BARCELONA (Reuters) – Spain is optimistic that an alternative project will be found to save thousands of jobs threatened by Nissan’s decision to shut its three plants in the Barcelona area by the end of the year, a government official told Reuters.
A factory to produce electric vehicle battery cells is among 17 proposed projects that have been submitted by 13 companies for the facilities, junior industry minister Raul Blanco said in an interview, without specifying who was behind the battery plan.
Most proposed projects are linked to electric mobility, officials have previously said.
Sweden’s Volta Trucks, which produces electric vehicles, is among the few bidders that have publicly announced their interest in the plants, where it could make its Volta Zero. It is part of a consortium of companies that has submitted a bid.
Nissan’s factories employ around 3,000 people directly, and up to 20,000 indirectly when taking into account suppliers.
As their closure nears, as part of the Japanese carmaker’s global restructuring, unions are growing impatient at what they perceive as a lack of progress in finding alternatives. They have urged authorities to accelerate their efforts and plan a protest on May 13 in Barcelona.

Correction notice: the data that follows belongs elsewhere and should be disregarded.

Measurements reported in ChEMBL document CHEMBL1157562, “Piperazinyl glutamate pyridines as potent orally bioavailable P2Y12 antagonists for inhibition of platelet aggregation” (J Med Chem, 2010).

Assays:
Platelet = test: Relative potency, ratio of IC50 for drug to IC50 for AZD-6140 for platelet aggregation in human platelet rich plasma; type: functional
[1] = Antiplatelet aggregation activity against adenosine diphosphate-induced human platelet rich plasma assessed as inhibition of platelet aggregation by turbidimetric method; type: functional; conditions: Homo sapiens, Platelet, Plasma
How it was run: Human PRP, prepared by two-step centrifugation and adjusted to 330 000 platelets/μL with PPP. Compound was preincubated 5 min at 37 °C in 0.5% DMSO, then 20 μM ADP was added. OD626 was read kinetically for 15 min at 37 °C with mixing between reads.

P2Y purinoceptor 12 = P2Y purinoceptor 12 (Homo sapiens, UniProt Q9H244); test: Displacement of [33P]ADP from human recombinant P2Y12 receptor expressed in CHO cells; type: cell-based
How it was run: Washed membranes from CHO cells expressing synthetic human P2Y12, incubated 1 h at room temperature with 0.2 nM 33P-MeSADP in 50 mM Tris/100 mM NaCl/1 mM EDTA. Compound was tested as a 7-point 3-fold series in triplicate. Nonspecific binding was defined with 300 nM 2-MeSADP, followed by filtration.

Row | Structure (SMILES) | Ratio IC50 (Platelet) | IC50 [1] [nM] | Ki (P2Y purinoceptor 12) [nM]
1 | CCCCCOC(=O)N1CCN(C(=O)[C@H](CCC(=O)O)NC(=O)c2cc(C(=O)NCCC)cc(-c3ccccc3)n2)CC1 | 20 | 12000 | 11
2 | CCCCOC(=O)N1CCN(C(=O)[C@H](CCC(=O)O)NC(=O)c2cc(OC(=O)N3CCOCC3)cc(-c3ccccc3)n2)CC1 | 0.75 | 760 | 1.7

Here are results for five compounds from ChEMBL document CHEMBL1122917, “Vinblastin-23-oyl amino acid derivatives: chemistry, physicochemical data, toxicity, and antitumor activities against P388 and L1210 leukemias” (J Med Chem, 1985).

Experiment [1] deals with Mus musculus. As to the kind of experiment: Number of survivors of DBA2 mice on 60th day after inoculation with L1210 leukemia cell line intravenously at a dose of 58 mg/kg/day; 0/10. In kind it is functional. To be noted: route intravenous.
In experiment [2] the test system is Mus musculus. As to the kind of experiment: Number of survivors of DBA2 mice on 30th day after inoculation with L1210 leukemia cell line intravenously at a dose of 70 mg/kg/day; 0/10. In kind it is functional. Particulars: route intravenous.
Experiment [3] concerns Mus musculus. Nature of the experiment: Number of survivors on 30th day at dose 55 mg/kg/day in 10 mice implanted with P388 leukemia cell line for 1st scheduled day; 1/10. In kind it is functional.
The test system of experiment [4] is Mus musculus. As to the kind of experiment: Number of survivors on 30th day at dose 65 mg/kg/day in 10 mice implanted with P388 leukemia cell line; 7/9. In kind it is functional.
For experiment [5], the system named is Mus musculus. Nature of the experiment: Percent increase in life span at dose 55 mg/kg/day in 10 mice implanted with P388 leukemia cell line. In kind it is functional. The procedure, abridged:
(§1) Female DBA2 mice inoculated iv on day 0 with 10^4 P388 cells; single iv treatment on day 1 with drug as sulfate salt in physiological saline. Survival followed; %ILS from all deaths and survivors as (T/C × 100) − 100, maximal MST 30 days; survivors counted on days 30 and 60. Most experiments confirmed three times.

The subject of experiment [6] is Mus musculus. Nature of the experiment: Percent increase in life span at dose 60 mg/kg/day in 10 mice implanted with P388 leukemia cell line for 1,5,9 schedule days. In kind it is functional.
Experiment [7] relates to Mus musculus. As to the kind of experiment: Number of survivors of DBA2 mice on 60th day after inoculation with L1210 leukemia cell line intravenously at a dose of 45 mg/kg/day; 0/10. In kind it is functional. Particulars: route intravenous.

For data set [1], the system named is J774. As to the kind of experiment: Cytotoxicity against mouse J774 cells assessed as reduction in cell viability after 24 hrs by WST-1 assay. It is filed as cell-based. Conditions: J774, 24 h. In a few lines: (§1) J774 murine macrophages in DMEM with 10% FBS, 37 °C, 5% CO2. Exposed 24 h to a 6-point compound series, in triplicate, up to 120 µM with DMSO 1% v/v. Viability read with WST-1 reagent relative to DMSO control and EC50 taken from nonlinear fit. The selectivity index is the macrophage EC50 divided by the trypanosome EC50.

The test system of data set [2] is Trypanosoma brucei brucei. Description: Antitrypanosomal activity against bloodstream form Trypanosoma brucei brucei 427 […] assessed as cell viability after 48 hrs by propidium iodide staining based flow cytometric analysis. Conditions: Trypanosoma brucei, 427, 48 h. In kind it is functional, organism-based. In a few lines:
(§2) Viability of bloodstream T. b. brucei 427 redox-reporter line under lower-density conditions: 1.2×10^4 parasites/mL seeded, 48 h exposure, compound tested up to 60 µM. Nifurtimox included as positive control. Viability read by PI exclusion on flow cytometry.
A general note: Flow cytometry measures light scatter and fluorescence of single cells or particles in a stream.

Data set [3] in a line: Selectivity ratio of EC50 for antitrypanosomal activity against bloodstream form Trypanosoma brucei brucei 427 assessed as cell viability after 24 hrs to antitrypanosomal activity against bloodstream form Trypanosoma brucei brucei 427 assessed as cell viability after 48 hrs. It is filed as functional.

“We are optimistic until the last minute,” Blanco said when asked whether a viable alternative project would emerge to save jobs. “We are working tirelessly.”
The priority of a task force on the plants’ future is to guarantee the maximum number of jobs, he added.
However, Blanco said a planned project by Volkswagen’s Spanish brand SEAT and utility Iberdrola to build a battery cell factory in Spain would likely be too big to be housed at Nissan’s 500,000-square-metre main plant in Barcelona.
The government has backed the plans for such a factory to be built in the country to help reduce reliance on batteries from China, and hopes to build it in a public-private partnership using EU recovery funds.
Blanco said the Barcelona site might be more suitable for a smaller battery project from other companies.
Ramon Tremosa, the business chief of Catalonia’s government, asked unions for patience, arguing that the plans that have been submitted for the Nissan site showed that the northeastern region remained attractive as an auto sector hub.
(Reporting by Joan Faus; Additional reporting by Helena Soderpalm; Editing by Andrei Khalip and Pravin Char)